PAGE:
Ransomware is a particularly nasty class of malicious software. Unlike a destructive virus or piece of malware that eradicates data entirely, ransomware attacks victims psychologically with the hope that their precious files can be recovered... if you're willing to pay for it.

Many of the top digital security firms in the world have been waging war on ransomware since day one. As Jason Woloz, a senior program manager with Google's Android Security team, explains in a recent blog post, Google is no exception.

Google has long had protections from ransomware in Android and although the issue has become more prevalent with time, infections on mobile devices are still quite rare. Woloz notes that since 2015, less than 0.00001 percent of ransomware installations originated from Google Play and less than 0.01 percent of installations from sources other than Google Play were categorized as ransomware.

Woloz says that's less than the odds of getting struck by lightning twice in your lifetime.

Google's fight against ransomware involves a couple of key components including Application Sandboxing which forces apps to operate independently of others and Verify Apps, the security system that analyzes apps before installation and regularly checks in with both devices and apps for PHAs (Potentially Harmful Applications).

With Android 7.0 Nougat, Google is further bolstering its fight against ransomware. A few of the upcoming additions and changes are outlined below.

  • Safety blinders: Apps can no longer see which other apps are active. That means scammy ones can't see what other apps are doing---and can't inform their attacks based on activity.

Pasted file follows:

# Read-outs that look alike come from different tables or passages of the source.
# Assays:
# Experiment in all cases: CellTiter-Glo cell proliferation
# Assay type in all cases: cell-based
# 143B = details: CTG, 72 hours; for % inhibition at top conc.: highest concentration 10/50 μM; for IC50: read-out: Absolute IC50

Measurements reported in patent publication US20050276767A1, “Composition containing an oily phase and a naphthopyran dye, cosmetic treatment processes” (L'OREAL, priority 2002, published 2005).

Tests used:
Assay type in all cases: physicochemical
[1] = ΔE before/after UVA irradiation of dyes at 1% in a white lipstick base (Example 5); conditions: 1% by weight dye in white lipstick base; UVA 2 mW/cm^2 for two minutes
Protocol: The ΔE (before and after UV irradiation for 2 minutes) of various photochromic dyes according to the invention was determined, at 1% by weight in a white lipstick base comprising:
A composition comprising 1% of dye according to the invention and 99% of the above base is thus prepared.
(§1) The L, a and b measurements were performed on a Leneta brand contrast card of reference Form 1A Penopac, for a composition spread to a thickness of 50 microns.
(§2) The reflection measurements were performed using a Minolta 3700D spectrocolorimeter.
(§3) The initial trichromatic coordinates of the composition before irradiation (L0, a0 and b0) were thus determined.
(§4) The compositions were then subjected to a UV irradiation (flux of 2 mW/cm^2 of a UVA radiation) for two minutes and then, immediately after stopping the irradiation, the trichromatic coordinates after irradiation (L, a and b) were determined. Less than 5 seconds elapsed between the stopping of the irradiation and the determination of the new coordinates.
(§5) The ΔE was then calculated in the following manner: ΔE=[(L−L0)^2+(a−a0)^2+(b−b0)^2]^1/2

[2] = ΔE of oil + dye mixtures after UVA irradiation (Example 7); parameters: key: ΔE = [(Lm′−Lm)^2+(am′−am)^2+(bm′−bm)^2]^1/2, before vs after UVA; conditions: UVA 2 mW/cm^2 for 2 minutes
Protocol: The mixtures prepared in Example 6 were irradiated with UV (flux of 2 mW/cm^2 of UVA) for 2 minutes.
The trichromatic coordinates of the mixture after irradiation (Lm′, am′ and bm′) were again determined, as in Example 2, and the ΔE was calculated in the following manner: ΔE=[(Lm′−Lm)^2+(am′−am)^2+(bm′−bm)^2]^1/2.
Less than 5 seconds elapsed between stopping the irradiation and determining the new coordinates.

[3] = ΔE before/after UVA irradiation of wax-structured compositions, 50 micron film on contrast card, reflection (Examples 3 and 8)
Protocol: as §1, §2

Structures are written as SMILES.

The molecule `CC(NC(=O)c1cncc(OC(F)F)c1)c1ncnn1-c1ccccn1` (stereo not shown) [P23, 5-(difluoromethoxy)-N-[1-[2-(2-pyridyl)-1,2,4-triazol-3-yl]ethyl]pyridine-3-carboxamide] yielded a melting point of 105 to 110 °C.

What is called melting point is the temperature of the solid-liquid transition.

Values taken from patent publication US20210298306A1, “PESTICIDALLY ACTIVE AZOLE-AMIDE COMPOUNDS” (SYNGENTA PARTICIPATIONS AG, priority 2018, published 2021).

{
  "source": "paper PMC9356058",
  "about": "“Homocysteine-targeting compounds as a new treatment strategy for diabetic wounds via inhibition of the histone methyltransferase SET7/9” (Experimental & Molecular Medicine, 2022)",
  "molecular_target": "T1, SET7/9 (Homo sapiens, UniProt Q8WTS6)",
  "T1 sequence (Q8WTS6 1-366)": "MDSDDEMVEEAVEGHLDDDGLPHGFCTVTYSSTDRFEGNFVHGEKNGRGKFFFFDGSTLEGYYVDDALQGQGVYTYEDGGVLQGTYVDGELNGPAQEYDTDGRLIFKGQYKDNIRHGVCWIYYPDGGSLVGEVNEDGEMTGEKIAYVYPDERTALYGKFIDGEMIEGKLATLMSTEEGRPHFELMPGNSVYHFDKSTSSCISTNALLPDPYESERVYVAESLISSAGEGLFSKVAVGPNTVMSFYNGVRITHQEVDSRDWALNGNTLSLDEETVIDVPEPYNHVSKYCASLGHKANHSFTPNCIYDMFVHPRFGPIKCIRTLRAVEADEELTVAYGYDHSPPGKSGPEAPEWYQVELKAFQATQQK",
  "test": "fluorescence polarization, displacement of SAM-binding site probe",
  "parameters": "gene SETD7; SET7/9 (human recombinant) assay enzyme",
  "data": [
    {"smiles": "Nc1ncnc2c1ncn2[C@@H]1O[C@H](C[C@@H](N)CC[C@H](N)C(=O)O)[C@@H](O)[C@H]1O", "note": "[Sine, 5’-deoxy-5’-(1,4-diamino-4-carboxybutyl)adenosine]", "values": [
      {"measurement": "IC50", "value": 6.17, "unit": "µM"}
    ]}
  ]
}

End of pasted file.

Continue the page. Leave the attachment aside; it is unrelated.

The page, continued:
• Even stronger locks: If you set a lockscreen PIN prior to installing ransomware, ransomware can't misuse your device's permissions to change your PIN and lock you out.
  • Whacking clickjacking: "Clickjacking" tricks people into clicking something, often by obscuring permission dialogs behind other windows. You're now protected from ransomware attacks that use this tactic to sneakily gain control of a device.

Woloz also provides the following steps you can do to help keep your device safe:

  • Only download apps from a trustworthy source, such as Google Play.
  • Ensure Verify Apps is enabled.
  • Install security updates and always ensure your device is updated to the latest version to get the best security protection.
  • Back up your device.
  • Be cautious. Take a moment to read reviews and other information about apps before installing, to make sure you download the app you're looking for.

Even if you do everything "right," it's still possible that ransomware could find its way to your device. If that happens, Google recommends first trying to boot into safe mode and uninstalling any recent apps you may have installed. Should that not work, you can try performing a factory reset although this should probably be your last resort (especially if you don't have your files backed up).

Lead image via Palto, Shutterstock